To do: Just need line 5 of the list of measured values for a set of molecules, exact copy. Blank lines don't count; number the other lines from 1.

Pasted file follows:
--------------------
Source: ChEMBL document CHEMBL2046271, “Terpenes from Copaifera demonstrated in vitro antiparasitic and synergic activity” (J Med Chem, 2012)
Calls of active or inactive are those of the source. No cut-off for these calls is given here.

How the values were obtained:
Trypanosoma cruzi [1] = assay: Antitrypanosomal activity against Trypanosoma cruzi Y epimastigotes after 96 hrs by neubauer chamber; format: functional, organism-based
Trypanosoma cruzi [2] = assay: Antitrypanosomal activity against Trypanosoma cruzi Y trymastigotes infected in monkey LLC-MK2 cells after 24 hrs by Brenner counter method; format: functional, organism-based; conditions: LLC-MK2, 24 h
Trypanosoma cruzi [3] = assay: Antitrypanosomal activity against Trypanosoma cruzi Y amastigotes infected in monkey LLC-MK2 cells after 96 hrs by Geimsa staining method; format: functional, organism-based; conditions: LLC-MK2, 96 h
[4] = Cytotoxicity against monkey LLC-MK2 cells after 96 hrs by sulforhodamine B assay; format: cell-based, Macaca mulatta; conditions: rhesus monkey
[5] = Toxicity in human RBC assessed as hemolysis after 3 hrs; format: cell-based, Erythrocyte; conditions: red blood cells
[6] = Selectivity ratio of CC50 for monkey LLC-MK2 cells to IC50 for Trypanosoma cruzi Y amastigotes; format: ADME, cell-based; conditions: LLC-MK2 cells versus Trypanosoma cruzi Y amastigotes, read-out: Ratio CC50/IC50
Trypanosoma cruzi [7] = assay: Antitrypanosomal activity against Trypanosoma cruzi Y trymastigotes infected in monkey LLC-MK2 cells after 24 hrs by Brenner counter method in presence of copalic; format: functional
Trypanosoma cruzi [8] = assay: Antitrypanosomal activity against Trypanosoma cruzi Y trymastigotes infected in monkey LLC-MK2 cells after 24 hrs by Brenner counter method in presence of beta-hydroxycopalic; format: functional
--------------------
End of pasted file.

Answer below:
Trypanosoma cruzi [2] = assay: Antitrypanosomal activity against Trypanosoma cruzi Y trymastigotes infected in monkey LLC-MK2 cells after 24 hrs by Brenner counter method; format: functional, organism-based; conditions: LLC-MK2, 24 h